I am not inferring…companies-businesses will never become successful, profitable, or sustainable without first thoroughly and consistently engaging their intangible assets. Experiential observations do indicate however that in numerous instances, if-when a company achieves success financially, or otherwise, such success will likely occur at a slower pace and unnecessarily incur various starts, stops, re-starts, wrong turns, missteps, miscues, and missed opportunities. Some missteps can be clearly and legitimately attributed to…

• operational unfamiliarity how to exploit and safeguard their
intangible assets.
• holding conventional and misleading assumptions about when, where,
and how company value, revenue, and competitive advantage

To draw a finer point on this issue, my experiences as an intangible asset strategist indicate company leadership who exhibit indifference to their internally developed IA’s, become fertile ground for…

• reputation – brand risks to materialize, and
• employee disenchantment influenced by confusing, redundant, and/or
cross purposed use of intellectual, relationship, structural, and
creative capital, thereby contributing little, if any value, revenue,
competitive advantage, or sustainability to a company.

Intangible Asset Side of Business Habituation Can Be An Impediment

February 13th, 2017. Published under Fiduciary Responsibility, Intangible asset training for management teams., Managing intangible assets, Uncategorized. No Comments.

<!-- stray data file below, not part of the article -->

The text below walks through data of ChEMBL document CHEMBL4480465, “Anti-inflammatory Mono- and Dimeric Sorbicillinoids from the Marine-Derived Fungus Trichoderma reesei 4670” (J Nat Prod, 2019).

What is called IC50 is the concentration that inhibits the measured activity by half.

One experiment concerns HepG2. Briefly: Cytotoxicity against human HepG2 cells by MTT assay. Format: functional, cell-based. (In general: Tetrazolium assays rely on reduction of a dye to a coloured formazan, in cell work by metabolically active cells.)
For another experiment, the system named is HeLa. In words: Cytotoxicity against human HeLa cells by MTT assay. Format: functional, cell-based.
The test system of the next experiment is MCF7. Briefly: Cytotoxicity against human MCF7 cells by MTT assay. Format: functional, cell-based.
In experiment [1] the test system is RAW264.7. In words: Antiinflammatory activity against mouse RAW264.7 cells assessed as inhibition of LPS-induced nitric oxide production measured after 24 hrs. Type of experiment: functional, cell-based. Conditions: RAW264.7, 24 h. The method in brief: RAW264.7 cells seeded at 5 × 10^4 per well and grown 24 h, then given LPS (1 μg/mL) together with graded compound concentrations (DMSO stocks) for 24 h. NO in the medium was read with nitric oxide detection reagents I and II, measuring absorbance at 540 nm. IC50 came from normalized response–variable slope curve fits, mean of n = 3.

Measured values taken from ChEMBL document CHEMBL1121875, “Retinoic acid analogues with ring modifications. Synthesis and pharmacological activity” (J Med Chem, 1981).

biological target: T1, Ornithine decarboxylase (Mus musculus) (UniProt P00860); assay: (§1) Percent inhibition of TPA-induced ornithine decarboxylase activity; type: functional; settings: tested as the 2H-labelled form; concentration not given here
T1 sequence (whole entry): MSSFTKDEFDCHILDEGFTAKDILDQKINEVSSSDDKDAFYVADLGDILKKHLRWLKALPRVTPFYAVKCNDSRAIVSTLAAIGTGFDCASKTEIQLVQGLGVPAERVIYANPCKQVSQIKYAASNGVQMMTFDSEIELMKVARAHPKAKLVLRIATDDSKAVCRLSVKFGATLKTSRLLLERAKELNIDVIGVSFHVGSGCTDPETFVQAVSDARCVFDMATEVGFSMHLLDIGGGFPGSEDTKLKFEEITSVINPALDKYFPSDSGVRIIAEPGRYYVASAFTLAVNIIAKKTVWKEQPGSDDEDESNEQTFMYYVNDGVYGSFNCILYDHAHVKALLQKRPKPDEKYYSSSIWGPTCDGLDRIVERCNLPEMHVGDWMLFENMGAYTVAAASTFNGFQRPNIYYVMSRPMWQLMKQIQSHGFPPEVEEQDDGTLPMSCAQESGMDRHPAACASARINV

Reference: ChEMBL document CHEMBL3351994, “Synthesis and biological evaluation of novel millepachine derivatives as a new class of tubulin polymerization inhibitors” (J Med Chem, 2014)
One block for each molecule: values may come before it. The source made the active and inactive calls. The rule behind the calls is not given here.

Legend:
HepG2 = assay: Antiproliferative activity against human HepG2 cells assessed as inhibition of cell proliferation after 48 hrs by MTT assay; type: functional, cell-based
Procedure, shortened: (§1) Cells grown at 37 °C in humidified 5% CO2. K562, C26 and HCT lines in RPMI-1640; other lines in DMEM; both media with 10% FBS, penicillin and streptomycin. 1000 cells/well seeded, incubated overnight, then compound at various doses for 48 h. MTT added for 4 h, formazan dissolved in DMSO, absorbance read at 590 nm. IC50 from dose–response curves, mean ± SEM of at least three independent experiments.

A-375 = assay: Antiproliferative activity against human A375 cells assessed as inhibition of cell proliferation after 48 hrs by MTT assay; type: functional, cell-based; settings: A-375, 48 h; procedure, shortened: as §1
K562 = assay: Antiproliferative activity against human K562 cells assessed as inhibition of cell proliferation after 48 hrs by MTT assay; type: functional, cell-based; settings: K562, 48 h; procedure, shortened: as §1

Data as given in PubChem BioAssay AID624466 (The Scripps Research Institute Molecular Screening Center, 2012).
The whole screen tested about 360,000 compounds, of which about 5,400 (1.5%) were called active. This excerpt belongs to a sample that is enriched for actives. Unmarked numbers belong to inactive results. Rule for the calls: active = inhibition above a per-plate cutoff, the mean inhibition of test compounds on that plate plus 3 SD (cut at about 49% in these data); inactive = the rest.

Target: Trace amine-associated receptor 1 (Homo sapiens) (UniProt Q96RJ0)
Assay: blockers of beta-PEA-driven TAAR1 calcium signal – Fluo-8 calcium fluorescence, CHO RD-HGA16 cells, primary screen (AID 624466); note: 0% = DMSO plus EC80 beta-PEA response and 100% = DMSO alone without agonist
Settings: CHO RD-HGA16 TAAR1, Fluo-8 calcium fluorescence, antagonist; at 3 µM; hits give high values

Michael D. Moberly February 13, 2017 A business blog about intangible assets where attention span really matters!

Business acumen acquired from – retained through personal experience permits most of us to ‘encode’ repetitive activities and processes (we engage in) as habits, which, in turn, allows us to free up ‘brain space’ to learn new things. This encoding process is referred to as habituation.

Habituation however, may not always translate – manifest as (business) improvements, new practices, or creating much needed efficiencies. Instead, in its extreme, ‘habituation’ that manifests as unquestioned adherence – attachment to perpetuating past practice and/or convention, without considering some may be variously obsolete, nearing irrelevance, or wholly uncompetitive, can, quite literally, push economic realities, ala IA’s, off ‘the proverbial table’ and strategic planning radar screens to be obstructions to business competitiveness, sustainability, and viable paths to creating value and (new, additional) sources of revenue.

When one recognizes how to differentiate habitual (sometimes trivial) details from those which are genuinely relevant, competitive, and value-revenue creating, ala IA-related, vs. merely continuing to approach-execute certain practices and/or processes because ‘we have always done it this way’ (with no intent-desire to change) is habituation, perhaps in its most extreme form.

There are many good and relevant reasons why we (our brains, personalities) are receptive to habituation. One is, if habituation were absent, proponents would argue we would likely be destined to consistently taking notice of and acting on relatively inconsequential minutia – details of work. Doing so would likely impede, if not limit our work effectiveness and efficiency. That’s because, presumably it would leave little time or inclination to notice or learn new things, i.e., change that could favorably affect the way we approach, engage, execute (our) work-job.